Random musings from a history course

Yesterday I completed the third on line course that I have studied through FutureLearn, six weeks of finding out more about England in the time of King Richard III. The main lesson that hit home was how many aspects are recognisable and relevant today. To quote Hegel: “What experience and history teaches us is that people and governments have never learned anything from history, or acted on principles deduced from it.”

Prior to the 14th century, peasants in England were tied to a landlord through tenancy agreements that required them to maintain their dwelling and work both the land that they rented and common land. Starting at the beginning of the 14th century a series of crises, including poor harvests, murrains and famines, resulted in population stagnation and economic decline. This trend, clearly established in the early 14th century, was dramatically accelerated by the arrival of the Black Death in 1348-9. The most recent studies set the overall mortality figure as high as 50% of the population. Plague returned in the 1360s, and population remained low throughout the 14th and 15th centuries.

The great mortality of the 14th century resulted in increased demand for labour in both town and country, and a corresponding rise in wages. The government of the time made strong attempts to control this and acts were passed that tried to curb the process. Records of transgressions reveal the strategies used by the workforce to improve their situation. It is clear, for example, that workers were now resisting attempts to make them stay in the same place, or enter into contracts that committed them to fixed wages for extended periods; mobility offered much greater opportunity for improved pay, and net mobility seems to have been in favour of the towns. Peasants were clearly abandoning the ties that held them to a perpetual subservient relationship.

The wealthy often strive to depress wages for the workers they rely on for their wealth. In Britain today we have a situation where the gap between rich and poor is increasing, and successive governments are doing all that they can to maintain this. Those who wish to find a job are often required to work unwaged in order to receive the safety net of benefits which ward off starvation and homelessness. The benefits system retains a series of sanctions that force compliance; payments are withdrawn if meetings are missed or if a recipient is not deemed to be trying hard enough to abide by the rules, however nonsensical they may be. Numerous deaths have been reported amongst those who have had benefits withdrawn, the stress and hardship of the withdrawal being cited as a factor in their demise.

Even amongst the more affluent, work experience placements and internships are now a common means of gaining contacts in order to secure future employment. These can be tricky to organise, often requiring the exploitation of familial associations only available to a few. With higher education costed to ensure that it may only be afforded by the rich, or those willing to accept the lengthy restrictions of a huge debt, certain jobs have been put beyond the reach of the new peasantry.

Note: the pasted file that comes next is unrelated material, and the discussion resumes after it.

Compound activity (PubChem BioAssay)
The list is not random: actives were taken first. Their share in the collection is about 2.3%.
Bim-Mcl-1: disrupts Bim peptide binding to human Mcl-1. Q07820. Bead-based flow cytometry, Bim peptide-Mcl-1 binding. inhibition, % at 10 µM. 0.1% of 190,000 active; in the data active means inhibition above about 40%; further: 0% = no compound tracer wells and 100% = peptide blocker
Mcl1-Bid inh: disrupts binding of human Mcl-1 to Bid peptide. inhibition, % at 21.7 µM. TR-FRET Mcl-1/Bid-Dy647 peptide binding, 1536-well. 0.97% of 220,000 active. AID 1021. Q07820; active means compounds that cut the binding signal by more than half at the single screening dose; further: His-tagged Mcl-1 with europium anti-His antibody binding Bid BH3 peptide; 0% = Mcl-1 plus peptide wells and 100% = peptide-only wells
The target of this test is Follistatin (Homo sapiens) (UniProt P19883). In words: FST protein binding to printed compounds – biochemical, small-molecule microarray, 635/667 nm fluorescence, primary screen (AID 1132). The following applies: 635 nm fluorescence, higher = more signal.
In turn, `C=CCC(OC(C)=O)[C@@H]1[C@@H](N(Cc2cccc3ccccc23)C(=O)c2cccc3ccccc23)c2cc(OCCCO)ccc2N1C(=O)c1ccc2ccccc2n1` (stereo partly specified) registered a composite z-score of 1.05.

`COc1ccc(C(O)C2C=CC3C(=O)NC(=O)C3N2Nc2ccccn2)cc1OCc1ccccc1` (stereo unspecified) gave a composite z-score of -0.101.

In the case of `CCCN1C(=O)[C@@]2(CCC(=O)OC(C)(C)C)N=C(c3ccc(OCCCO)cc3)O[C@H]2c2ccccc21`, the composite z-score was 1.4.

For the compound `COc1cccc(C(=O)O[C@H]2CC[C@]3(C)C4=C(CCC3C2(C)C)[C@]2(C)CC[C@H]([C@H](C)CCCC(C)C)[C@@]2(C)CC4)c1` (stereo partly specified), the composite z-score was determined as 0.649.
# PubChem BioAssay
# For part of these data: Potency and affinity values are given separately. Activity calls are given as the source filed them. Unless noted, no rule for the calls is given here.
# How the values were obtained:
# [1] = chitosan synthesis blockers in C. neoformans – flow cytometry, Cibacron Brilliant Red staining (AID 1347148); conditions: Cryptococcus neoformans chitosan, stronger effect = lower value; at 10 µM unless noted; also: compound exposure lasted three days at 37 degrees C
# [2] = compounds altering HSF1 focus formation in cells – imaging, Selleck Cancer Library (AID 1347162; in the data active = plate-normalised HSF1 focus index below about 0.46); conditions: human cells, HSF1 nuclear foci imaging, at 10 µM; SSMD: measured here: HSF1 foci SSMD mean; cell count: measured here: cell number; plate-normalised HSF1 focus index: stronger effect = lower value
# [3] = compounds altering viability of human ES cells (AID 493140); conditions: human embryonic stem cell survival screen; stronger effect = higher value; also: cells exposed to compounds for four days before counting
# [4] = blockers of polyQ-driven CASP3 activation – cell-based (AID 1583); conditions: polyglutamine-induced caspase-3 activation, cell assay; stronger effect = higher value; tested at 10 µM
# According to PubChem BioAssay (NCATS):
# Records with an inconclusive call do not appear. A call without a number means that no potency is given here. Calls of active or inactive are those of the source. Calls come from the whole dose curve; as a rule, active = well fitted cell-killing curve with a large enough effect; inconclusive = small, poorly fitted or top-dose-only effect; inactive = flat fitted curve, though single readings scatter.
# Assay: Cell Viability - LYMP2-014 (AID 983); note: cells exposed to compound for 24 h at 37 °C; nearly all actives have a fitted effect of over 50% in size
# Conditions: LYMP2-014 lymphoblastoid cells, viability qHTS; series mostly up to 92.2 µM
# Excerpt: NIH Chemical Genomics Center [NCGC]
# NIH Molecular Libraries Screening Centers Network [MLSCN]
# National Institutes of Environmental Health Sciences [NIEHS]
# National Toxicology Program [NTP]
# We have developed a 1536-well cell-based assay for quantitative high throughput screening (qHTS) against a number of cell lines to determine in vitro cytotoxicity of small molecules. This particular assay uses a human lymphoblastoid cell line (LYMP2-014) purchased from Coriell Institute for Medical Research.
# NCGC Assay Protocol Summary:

The middle ages saw a period of improvement in the lives of the poorest which the wealthy resisted. Alongside this improvement came innovation, for example the introduction of the printing press which enabled the production of affordable books (yay!). Alongside  increased mobility, information could be disseminated more easily. With the decrease in subjugation the masses were not so easy to control, a situation which those in power feared as it threatened to disturb their own, comfortable and established lifestyles.

I am not suggesting that modern Britain is returning to the conditions of the middle ages, but I find it interesting to note the parallels. Throughout history periods of economic growth have benefited all in society with innovation and improvements in living standards, yet the powerful continue to feel threatened by such changes. Ever eager to protect their own positions they put in place barriers and controls, suppressing those who they deem lazy or undeserving, promoting only those they recognise, who agree with their personal point of view.

On a lighter note, another parallel that I noted between 14th century England and the present day was to do with food. As peasants moved to the towns to find work, landowners could no longer find or afford enough labour to work the land in the old ways. This led to an increase in keeping livestock. Broader affluence alongside changes in supply resulted in the poorer classes eating more meat, a commodity previously beyond their means. As peasants regularly placed beef, pork and mutton on their tables, the wealthy looked to differentiate their meals in other ways. Consumption of, for example, birds that were hard to catch became popular amongst the gentry looking to impress their acquaintances. Hunting was restricted and poaching policed to ensure that only the wealthy had access to certain, elite foodstuffs.

This desire to eat exotic meals that were not available to the masses reminded me of the food fads that exist today. Certain TV chefs love to promote innovation, eating combinations of ingredients that would not previously have been known about or considered. Previously unheard of ingredients become popular, fading away when too many people start to use them as standard. Quinoa anyone?